“U.S. Military Camp towns were providing comfort women for U.S. troops” – 112 Women file for compensation against the South Korean government
The Korean government’s tolerance and supervision of camp towns was illegal.
Women who were involved in prostitution near US army bases filed for compensation against the Korean government. They submitted a petition to the Seoul Central District Court asking for a compensation of ten million won (approx. US$ 9,900) per person. The plaintiffs, comprised of 112 women, held a press conference on the 25th of June at Seoul Women’s Plaza, and stated, “The Korean government’s policy to keep military camp towns was nothing short of providing comfort women to US troops.” They went on to demand “an apology and compensation for every victim of the comfort women system within military camp towns”.
Plaintiffs also stated, “South Korean comfort women were not only in Japan. The Korean government created a ‘U.S. army comfort women’ system and supervised it.” “No one from the government protected us; instead they used us to earn foreign currency.” They continued, “Poverty resulting from the Korean War or human trafficking brought us to the military camp, and we experienced various forms of violence committed by U.S. soldiers. We tried asking the police for help in order to escape the camp, but it was the police themselves who brought us back there.”
Plaintiffs pointed out that the government not only tolerated prostitution, which was illegal, but also overlooked the abuse committed by the soldiers. They went on to say, “The government should reveal the history of comfort women in U.S. military camps, investigate the harm done to them, and take legal responsibility.” The press conference and the submission of the petition was hosted by the “United Korean Women’s Association” and “Solidarity for Human Rights of Gijichon Women”.*
Source: Park Eun Ha, Kyunghyang Shinmun. Click here to read the original article in Korean.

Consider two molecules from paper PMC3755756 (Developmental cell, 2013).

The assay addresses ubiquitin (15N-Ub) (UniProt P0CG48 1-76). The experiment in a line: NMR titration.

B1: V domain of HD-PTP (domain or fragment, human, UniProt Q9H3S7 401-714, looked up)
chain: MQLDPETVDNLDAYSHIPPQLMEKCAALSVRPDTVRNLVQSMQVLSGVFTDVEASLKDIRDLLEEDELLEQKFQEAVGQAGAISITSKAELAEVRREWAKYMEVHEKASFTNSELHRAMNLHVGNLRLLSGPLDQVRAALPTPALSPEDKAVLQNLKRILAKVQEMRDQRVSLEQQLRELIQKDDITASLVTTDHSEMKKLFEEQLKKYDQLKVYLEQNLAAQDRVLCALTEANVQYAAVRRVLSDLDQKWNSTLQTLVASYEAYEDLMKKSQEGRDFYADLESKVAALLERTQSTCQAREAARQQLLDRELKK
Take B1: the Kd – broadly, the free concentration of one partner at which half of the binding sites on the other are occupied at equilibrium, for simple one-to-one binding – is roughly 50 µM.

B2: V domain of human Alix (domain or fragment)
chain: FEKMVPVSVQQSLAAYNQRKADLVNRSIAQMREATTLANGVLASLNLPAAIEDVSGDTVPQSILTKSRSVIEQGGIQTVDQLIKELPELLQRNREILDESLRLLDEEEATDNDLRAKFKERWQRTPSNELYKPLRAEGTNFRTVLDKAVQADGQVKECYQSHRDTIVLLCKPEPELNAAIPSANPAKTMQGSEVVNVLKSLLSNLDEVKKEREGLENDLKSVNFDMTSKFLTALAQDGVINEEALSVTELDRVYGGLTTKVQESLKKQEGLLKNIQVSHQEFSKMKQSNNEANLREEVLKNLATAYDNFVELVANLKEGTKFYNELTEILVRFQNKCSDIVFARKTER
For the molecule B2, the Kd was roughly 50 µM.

* Gijichon (기지촌) is the Korean term for U.S. military camp towns.
Sealing Cheng – On the Move for Love: Migrant Entertainers and the U.S. Military in South Korea (UPenn Press)
* With regards to the title, it was pointed out to us that the term “camptown prostitutes” was, in that person’s view, “arbitrary” and “not fair”. The exchange of sex for money in the vicinity of U.S. military bases in South Korea is generally referred to as “camptown prostitution” and the women involved therein as “camptown prostitutes”. The corresponding Korean term for the latter is gijichon yeoseong (기지촌 여성), which literally means “military base village women” but is generally translated as “camptown prostitutes”. To our knowledge, the suit brought forward by the 112 plaintiffs is the first occasion where these women compare their situation to those women who are often referred to as “comfort women” (위안부, wianbu), a euphemism to describe women forced into sexual slavery by the Japanese Imperial Army during World War II. We decided to publish the translation of the above article because of the significance of this change, and we always used scare quotes when using the terms “camptown prostitutes” and “comfort women” to indicate that they represent special terminology used in this discourse. Where “camptown prostitution” is concerned, it remains unclear to what extent some, most or all women involved were forced to provide sex. The title above is not intended to dismiss the veracity of the claims brought forward by the plaintiffs, nor is it intended to express any opinion on the matter. It simply used, in scare quotes, the term these women are generally referred to.
This Saturday, 23rd of March, I will give a presentation at a symposium at Humboldt University of Berlin. The presentation is titled “Sex Crime” or “Sexual Self-Determination”? and deals with prostitution discourses in South Korea and their negative impacts on sex workers.
My presentation will start at 12pm in a session titled “Autonomy and Heteronomy in Sex Work”. The second presenter in this session is Ms. Noémi Katona who will give a presentation titled “Coercion, Money, and Intimacy: Hungarian Sex Workers and their Pimps/Boyfriends at Kurfürstenstraße”. Podcasts of these and other presentations will be made available in April. Please note that all presentations will be held in German only.
“Sex Crime” or “Sexual Self-Determination”?
March 23rd, 2012 – 12.00pm
Festsaal der Humboldt-Universität zu Berlin
Luisenstraße 56, 10117 Berlin
“Hurt Lives – Denied Rights. Human Trafficking in the 21st Century”
Despite heightened public attention to “human trafficking”, the definition of this phenomenon remains difficult and contested. On Friday, March 22nd, and Saturday, March 23rd 2013, the symposium “Hurt Lives – Denied Rights. Human Trafficking in the 21st Century” will take place at the ballroom of the Humboldt-Universität of Berlin at Luisenstraße 56 in Berlin-Mitte. Next to academic and field experts, young researchers will showcase their work in presentations and workshops. The symposium is intended both for a professional audience as well as everyone who is interested to learn more about this subject matter.
Please click here to visit the website of the symposium. (German only)